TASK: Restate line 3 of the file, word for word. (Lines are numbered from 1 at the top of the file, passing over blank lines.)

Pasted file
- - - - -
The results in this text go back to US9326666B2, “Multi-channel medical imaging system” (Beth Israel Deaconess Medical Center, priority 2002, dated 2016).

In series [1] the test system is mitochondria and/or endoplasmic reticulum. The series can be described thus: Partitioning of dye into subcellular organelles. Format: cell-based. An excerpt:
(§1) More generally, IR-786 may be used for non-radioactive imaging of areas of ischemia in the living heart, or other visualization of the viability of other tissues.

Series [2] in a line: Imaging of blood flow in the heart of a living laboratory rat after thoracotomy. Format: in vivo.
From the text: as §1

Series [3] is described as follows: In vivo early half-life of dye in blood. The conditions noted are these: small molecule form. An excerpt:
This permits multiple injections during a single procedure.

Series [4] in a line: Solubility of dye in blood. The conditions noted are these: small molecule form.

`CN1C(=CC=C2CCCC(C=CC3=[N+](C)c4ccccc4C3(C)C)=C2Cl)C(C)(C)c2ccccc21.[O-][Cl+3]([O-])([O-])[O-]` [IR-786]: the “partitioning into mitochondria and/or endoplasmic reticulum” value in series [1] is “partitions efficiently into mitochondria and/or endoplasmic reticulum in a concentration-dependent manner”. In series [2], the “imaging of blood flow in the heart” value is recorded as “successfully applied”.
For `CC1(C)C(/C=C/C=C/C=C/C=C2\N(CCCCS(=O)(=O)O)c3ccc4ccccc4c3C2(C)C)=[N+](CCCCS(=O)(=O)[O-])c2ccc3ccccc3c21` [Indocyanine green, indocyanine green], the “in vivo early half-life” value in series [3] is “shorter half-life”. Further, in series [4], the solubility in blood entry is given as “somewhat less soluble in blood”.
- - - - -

(§1) More generally, IR-786 may be used for non-radioactive imaging of areas of ischemia in the living heart, or other visualization of the viability of other tissues.